I’ve written two posts about following in the hope of redressing the balance on LinkedIn that’s currently vastly in favour of tips on leadership. Followers make up the majority of our human population and the professional population LinkedIn addresses, though sometimes in some contexts we lead and in others we follow.
I’ve suggested that in following we don’t always have to do what we’re told. Even in the military, and even in war, there are limits to obedience. But how we deal with uncongenial demands is important. A good follower criticises constructively, but is capable of compromise and compliance when led reasonably and openly. Sulking, sullen non-compliance is an unwise strategy. Better, if compliance is impossible, to get out of the situation entirely.
I’ve led two companies for more than twenty years – LLP Group, a regional consultancy and software reseller in Central and Eastern Europe, and systems@work, a software author specialising in professional services and expense management systems. If there is one thing I’ve learned about management it is that there aren’t any failsafe formulas.
I’ve worked extensively for international companies as a consultant and I’ve been impressed by how methodical they are in what they do – in marketing, finance, HR, and operations. When they arrived in Central and Eastern Europe in the early 1990s they brought their procedures and manuals with them. And to some extent these work, but they must always be interpreted rather than blindly followed. Standard procedures must be adapted to local contexts and cultures.
If there is one area where I’ve always seen procedures fail it is in the are of motivation. What works in Manhattan doesn’t always work in Moscow.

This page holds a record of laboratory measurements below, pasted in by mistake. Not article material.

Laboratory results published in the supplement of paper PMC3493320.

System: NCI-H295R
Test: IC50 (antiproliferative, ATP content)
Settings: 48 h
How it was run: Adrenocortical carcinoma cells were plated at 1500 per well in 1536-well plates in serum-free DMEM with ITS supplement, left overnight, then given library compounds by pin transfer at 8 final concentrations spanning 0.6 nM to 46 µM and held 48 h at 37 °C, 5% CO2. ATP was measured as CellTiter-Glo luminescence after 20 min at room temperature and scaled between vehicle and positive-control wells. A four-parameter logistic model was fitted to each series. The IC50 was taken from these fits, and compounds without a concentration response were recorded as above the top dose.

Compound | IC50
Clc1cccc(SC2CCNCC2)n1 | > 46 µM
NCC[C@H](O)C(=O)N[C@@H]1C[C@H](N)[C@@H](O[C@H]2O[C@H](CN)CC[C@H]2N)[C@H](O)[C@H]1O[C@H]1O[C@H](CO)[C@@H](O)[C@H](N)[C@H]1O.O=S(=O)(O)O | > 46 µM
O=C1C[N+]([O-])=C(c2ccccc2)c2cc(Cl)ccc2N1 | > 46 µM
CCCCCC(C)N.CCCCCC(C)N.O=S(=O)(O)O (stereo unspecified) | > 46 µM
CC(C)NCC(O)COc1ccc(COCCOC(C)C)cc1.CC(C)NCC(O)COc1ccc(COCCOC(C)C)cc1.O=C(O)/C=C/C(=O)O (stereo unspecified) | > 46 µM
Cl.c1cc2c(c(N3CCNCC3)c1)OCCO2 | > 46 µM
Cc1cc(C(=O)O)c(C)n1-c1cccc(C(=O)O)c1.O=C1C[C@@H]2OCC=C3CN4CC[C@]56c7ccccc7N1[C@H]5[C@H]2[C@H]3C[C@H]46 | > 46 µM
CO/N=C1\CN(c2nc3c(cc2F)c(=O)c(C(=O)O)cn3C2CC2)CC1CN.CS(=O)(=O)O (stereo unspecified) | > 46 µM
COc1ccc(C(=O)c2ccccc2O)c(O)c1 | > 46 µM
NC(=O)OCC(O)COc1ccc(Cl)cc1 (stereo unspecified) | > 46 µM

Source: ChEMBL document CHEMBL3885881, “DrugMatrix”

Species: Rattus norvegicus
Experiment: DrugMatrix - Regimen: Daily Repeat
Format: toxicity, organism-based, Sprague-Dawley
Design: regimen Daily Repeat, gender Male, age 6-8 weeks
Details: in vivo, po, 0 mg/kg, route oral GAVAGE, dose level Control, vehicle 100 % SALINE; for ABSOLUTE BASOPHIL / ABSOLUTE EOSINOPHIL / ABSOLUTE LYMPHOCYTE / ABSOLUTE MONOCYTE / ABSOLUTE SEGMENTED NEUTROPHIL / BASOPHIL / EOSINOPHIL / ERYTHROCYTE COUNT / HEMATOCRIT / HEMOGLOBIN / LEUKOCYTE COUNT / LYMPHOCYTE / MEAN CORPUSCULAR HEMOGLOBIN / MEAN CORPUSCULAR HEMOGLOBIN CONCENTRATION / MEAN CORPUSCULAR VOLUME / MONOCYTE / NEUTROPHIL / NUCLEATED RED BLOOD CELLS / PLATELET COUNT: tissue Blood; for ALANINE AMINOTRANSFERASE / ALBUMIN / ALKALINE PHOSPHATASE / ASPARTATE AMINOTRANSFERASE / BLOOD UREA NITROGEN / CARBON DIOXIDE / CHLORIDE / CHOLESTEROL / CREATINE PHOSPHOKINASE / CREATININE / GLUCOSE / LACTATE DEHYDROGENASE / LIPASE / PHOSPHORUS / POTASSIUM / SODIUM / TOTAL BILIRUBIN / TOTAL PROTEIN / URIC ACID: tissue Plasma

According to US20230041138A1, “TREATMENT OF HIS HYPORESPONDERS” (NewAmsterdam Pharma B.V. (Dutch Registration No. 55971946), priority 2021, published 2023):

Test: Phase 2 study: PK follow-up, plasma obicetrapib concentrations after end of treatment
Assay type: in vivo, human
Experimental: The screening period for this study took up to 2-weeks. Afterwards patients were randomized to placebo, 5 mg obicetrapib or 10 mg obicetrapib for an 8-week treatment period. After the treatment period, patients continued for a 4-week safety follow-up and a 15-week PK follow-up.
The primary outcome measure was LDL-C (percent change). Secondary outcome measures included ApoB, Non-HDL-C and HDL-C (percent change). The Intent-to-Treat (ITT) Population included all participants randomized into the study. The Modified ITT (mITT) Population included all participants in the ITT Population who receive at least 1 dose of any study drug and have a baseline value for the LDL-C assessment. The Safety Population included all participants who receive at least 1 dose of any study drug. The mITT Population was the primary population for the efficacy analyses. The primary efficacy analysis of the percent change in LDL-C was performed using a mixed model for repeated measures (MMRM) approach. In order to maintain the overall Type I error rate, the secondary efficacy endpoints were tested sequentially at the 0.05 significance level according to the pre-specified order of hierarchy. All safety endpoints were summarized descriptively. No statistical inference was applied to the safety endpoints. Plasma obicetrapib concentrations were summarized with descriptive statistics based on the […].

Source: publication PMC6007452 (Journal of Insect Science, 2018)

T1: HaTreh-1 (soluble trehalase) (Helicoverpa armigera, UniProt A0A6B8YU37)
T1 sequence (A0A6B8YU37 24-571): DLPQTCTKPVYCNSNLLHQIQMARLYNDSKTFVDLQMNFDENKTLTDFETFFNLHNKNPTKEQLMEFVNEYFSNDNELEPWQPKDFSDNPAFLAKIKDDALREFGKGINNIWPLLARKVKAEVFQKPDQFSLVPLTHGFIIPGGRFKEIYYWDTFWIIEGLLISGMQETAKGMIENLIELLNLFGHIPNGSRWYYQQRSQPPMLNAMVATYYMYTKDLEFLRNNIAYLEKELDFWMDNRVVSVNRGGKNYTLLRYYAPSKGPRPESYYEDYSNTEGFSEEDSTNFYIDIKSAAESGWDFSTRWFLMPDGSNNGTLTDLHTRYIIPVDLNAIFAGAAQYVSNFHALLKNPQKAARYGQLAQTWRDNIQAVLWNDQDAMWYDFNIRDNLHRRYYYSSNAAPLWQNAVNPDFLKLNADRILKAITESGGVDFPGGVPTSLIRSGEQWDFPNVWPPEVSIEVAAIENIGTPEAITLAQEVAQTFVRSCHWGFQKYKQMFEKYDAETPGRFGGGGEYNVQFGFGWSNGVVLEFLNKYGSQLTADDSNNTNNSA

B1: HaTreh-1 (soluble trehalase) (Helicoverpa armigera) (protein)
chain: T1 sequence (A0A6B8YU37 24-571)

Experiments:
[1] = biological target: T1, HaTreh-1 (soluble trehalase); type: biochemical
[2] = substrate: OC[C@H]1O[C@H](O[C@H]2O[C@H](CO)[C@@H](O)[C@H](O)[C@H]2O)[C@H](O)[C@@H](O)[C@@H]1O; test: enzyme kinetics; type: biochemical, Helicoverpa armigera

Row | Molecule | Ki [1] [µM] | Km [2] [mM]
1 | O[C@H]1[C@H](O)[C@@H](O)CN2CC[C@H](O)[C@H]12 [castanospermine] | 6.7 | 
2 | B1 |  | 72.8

In my experience you must understand each of your followers individually if you’re to motivate them well. Some staff need constant attention and reassurance, even, in some cases the kind of micro-management that others abhor. Some want to belong to a well defined team, whether it’s the whole of or only part of a company, and love team-building activities, and other kinds of company jolly. Others want to be left alone and have no interest in the ‘group’. Some need public recognition, through a job title, others want more money. Some must be allowed to be creative, others just want to do what they’re told. The variations are as many as there are human beings in the world.
Leaders must be sensitive and percipient. Followers must be open both about what they want and what they don’t want. A good follower can help his or her leader by saying or showing what he or she needs. Nothing is worse than hidden resentment. Resentments so often end with terminal crises.
Some years ago I visited one of our subsidiaries and spoke to everyone in the company. There was a feeling that morale was low and I wanted to understand what was wrong. What I found was that our employees didn’t feel appreciated, and that in many cases rewards had been promised but not delivered – a car, a salary rise, a more generous bonus, a promotion. But everyone wanted something different.
If you’re a follower, think about what you want, and make it clear. Don’t demand. Ask nicely! And if something has been promised to you and not delivered, remind your leader gently. He or she may, albeit unforgivably, have simply forgotten.